The Environmental Protection Agency will be drilling a series of exploratory holes throughout the village during the summer in order to locate the source of a toxic plume in the area.
The EPA is searching for contamination from a compound known as Trichloroethylene (TCE), which was used as a metal degreaser in auto shops.
“It’s very vigorous, it’s used by many people,” said Kevin Willis, the EPA project manager during a meeting of the on June 20 at . “People have used these degreasers for 100 years and it’s gotten into the aquifer over the course of time because back in the day it wasn’t something anybody worried about.”
The plume was first discovered in contaminated ground during a separate search for a plume for a similar chemical in New Hyde Park. Crews were on Fulton Avenue by Gold’s Gym near the in Garden City Park. According to Willis, the newly discovered plume had gotten up to Herricks Road and crews would start sampling at that location on June 25.
“We’re expecting it to be considerably further east but we have to keep following the line that we’ve seen so far,” he said.
The chemicals were only begun to be regulated about 20 years ago and according to Willis could either be the result of an old tank or a spill. The new investigation started north of Jericho on Denton Avenue and went east to Herricks Road.
“They’re just sniffing around right now, we’re out of a contamination zone,” Mayor Scott Strauss said. “They’re just looking at getting some samples, strictly precautionary, they’re just looking for things, we’re not contaminated, I don’t want to panic anybody.”
The village’s water supply shows no signs of contamination and is .
Currently the EPA is looking for the source of the plume, searching by drilling for core samples.
“We’re hoping to find it,” Willis said, noting the contamination was first discovered 400 ft. deep in the aquifer in New Hyde Park as part of an investigation much further south and on the edge of the study area.
The EPA began testing on June 25 taking ground samples east of Herricks Road and south of Hillside Avenue. The samples are collected by boring small holes in the utility strip – the grassy area between the sidewalk and curb.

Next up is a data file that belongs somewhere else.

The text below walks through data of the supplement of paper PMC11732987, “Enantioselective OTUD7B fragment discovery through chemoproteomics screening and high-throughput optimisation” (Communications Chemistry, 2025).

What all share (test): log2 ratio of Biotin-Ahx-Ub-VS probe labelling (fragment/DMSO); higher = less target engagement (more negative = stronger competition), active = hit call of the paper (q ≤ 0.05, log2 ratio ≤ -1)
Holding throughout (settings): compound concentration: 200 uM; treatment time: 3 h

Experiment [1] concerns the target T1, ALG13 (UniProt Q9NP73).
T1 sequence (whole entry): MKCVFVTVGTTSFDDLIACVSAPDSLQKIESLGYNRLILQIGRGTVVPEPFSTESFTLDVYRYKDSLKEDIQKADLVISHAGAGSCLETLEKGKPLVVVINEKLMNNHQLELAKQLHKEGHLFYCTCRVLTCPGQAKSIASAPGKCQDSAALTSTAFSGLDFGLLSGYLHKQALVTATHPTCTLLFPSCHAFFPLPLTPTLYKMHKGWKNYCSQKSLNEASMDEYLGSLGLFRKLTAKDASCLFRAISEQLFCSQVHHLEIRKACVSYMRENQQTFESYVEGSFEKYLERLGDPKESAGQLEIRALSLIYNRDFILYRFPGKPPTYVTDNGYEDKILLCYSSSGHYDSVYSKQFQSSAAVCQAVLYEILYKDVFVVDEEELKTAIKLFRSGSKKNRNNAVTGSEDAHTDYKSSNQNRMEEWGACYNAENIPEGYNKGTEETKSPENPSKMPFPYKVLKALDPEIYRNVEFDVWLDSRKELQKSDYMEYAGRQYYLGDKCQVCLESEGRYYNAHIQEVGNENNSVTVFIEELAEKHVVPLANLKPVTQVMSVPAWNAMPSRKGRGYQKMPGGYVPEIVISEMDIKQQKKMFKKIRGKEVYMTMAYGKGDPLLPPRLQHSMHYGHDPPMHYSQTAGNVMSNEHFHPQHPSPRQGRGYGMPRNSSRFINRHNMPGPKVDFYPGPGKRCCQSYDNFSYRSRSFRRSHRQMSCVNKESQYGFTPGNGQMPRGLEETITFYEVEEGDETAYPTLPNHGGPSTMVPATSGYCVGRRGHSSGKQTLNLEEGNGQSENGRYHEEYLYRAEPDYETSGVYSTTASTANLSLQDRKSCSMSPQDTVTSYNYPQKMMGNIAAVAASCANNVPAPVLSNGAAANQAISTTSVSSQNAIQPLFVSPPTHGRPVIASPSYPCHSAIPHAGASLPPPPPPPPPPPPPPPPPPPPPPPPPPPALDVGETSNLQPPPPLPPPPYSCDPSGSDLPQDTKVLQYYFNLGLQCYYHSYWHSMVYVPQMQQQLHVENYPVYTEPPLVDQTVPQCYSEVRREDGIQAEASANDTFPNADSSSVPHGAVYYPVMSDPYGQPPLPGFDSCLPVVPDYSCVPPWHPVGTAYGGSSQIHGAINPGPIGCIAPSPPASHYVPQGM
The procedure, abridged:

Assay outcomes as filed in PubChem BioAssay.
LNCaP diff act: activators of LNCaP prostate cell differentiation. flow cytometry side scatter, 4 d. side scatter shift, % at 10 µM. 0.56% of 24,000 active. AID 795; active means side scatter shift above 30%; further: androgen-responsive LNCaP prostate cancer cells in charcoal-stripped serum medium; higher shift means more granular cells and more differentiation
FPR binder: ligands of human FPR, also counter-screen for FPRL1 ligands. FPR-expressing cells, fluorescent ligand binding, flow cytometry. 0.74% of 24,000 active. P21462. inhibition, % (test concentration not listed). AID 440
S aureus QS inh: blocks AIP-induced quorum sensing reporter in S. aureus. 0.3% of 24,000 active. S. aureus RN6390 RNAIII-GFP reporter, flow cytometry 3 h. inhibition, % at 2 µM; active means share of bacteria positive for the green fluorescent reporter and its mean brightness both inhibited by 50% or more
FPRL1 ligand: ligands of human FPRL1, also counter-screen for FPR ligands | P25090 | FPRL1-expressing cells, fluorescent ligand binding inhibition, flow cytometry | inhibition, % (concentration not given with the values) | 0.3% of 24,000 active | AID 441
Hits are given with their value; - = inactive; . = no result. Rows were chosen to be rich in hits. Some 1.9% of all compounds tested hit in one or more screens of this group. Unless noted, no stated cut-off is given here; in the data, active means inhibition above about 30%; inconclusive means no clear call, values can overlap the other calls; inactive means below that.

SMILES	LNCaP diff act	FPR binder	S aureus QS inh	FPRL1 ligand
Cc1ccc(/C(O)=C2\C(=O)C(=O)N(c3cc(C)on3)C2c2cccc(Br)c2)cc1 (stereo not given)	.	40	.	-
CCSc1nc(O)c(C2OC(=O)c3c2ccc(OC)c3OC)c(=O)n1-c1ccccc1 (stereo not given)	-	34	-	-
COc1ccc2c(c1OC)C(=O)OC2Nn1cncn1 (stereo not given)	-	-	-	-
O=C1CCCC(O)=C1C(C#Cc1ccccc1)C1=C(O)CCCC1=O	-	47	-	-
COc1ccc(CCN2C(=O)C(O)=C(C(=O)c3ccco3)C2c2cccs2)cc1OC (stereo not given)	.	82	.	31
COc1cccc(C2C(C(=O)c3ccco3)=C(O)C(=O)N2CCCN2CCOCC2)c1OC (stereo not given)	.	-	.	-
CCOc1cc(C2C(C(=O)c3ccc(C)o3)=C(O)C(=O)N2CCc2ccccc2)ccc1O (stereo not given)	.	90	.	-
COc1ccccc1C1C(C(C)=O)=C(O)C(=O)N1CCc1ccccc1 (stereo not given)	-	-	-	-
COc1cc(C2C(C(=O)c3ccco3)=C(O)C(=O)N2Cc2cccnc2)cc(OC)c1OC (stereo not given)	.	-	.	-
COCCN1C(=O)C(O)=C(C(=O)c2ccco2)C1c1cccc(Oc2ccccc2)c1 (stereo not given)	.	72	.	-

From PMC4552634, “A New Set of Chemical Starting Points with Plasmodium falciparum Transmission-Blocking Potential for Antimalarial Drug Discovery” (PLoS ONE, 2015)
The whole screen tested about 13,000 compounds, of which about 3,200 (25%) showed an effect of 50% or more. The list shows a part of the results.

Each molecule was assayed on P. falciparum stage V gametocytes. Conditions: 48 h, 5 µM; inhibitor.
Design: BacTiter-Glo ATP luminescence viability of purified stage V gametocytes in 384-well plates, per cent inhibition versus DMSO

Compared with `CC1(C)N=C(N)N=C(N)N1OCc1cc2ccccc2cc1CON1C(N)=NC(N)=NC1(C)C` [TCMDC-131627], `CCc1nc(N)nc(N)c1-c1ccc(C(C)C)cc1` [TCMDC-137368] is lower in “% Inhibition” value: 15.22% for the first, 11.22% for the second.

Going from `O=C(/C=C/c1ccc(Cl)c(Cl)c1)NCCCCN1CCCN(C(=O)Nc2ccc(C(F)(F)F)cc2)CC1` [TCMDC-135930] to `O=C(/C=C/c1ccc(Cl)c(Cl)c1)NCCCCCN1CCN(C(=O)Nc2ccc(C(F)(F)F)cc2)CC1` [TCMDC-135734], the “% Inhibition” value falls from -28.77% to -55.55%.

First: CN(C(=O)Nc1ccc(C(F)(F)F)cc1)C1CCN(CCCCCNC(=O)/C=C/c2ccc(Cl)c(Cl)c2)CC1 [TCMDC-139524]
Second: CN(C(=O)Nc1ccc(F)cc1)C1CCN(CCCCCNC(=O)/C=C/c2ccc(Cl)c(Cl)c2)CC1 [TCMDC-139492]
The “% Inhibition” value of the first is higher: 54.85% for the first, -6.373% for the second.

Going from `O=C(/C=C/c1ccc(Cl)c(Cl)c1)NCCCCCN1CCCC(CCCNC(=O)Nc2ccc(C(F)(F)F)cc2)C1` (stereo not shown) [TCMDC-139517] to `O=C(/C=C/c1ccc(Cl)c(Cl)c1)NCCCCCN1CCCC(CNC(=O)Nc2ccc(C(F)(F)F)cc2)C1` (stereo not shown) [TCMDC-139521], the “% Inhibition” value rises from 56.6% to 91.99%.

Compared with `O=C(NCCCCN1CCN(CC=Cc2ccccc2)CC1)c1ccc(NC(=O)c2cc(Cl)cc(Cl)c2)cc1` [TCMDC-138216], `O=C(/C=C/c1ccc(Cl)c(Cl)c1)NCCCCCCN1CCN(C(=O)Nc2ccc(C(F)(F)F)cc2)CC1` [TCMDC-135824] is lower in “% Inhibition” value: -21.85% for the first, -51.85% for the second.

Samples would be taken via a hydropunch – a dual-track machine with a 12-ft. boom that drives a one-inch diameter rod into the ground about 100 ft. deep through the utility strip. The sample is taken and then the hole is backfilled with clay.
The local company which would be conducting the drilling is Aquifer Drilling and Testing while the contractor is HDR. Up to 150 holes or core samples would be drilled in Mineola. According to Willis, the state department on environmental conservation drilled 300 holes but found nothing “that’s why they kept moving east.”
One crew worked gathering samples for the first two weeks, then two crews would work from mid-July onward. Drilling would be done every day, though not continuously. The drilling rig will be at one location for the majority of the day, then move a few hundred feet away. Workers would then place caps and markers and have the hole filled up with clay.
“They’re checking with everybody whether eight or 9 (a.m.) is allowable because this is a rather noisy operation,” Willis said of the crews. “So whenever we can, we will.”
Crews would start on Herricks Road then move to Mineola Boulevard then over to Roslyn Road and Glen Cove Road. Willis said that the crews would “always” test around gas stations.
“It’s wherever the work takes us,” he said. “”if we eventually get to the point, we’ll drill wells but that’s way in the future. It’s once we start finding that we’re getting very close to the source.”
The entire process could take “several months” according to Willis. “We’re starting out simply so we can do this quickly. If we find something than we’ll do some things that might be a little more intrusive like wells, but then we’re near a source area.”